Networks, Resources and the Evolution of Organizational Size Distributions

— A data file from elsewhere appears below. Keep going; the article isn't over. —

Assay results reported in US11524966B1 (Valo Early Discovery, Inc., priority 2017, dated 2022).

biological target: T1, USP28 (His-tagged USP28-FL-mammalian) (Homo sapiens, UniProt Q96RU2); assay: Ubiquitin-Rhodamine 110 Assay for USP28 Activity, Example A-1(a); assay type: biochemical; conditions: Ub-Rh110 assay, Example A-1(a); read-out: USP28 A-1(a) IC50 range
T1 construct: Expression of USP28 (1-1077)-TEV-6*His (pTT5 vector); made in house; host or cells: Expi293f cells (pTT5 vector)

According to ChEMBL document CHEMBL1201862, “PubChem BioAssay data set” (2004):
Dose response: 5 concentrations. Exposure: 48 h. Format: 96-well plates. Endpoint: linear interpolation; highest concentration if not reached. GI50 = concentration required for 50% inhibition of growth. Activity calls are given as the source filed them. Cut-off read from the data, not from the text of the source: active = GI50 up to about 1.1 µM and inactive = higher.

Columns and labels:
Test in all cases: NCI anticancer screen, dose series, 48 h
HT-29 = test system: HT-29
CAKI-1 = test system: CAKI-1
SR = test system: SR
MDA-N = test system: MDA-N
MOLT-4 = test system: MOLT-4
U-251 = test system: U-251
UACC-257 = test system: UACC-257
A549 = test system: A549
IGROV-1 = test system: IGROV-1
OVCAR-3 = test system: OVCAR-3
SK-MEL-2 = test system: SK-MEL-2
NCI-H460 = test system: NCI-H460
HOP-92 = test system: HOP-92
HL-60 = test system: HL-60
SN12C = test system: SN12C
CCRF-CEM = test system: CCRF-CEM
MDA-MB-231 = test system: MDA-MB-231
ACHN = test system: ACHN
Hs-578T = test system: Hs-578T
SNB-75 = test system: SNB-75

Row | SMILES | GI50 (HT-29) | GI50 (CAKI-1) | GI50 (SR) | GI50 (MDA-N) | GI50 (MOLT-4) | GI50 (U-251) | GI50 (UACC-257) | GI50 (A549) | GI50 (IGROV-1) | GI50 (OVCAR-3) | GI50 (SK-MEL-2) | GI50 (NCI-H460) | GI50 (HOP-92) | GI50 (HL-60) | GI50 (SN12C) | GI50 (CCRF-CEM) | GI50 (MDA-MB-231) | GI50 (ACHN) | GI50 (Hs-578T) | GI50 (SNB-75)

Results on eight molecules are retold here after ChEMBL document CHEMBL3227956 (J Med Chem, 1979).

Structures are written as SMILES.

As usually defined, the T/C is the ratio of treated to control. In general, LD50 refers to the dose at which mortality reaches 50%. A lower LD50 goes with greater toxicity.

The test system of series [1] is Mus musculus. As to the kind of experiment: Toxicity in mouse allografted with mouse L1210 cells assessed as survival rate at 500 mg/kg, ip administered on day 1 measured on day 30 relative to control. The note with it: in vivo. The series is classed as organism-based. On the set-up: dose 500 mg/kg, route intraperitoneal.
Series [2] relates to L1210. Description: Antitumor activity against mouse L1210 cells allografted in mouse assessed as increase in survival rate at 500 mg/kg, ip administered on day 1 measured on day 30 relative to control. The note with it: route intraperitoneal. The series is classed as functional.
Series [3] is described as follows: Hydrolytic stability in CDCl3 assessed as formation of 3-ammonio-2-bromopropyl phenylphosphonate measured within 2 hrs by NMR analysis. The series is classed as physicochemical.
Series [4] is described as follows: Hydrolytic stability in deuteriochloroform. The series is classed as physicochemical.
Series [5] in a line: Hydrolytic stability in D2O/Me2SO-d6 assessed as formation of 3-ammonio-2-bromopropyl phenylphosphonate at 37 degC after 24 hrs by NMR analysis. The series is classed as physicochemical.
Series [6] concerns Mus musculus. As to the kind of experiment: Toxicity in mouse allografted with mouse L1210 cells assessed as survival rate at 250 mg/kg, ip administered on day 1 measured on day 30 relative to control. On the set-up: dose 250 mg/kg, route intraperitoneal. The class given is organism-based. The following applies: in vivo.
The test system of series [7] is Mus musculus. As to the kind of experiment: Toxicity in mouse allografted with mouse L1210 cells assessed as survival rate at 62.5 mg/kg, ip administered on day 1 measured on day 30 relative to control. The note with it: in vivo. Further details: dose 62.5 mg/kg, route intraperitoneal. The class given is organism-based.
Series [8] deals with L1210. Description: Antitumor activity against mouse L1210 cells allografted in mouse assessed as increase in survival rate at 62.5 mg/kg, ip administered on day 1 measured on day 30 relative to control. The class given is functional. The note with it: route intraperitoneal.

The observed tendency toward concentration in a number of economic and institutional sectors ultimately rests on differences in the growth rates of individual organizations. What determines these differences? In this study we seek possible answers to this question by developing and testing models for organizational growth rates according to which organizational growth is driven by factors within two main sets of processes. The first is related to internal organizational characteristics such as, for example, age and size. This aspect of the model specification builds on the extensive literature available on organizational growth and the evolution of organizational size distributions. This literature has conceptualized growth as driven by internal process of asset stock accumulation deriving from an organization´s own investments in capacity and resources.The second set of process driving organizational growth is related to the opportunities and constraints embedded in networks of inter-corporate relations. This aspect of the model specification builds on the similarly extensive literature that has demonstrated how the points of contact between an organizations and their environment affect a wide variety of fundamental outcomes ranging from innovation, to performance, competitiveness, technological change and, ultimately - survival. In our study we select the network of inter-corporate connections defined by relations of mergers and acquisitions as defining the relevant context within which organizational growth should be understood.To forward our conception of organizational growth as driven simultaneously by internal resources accumulation strategies and external relations, we collected detailed information on Swiss banking organizations during the period 1936-2002. The main empirical contribution that we expect from our study is the definition of an empirically validated model of organizational growth consistent with the aggregate organizational size distributions that are actually observed in the Swiss banking industry. The main theoretical contribution that our study offers is the possibility of reconciling firm-centred conceptions of organizational growth based on assumption of resource accumulation with more distinctly relational theories based on role and position that companies occupy in networks of interorganizational relations.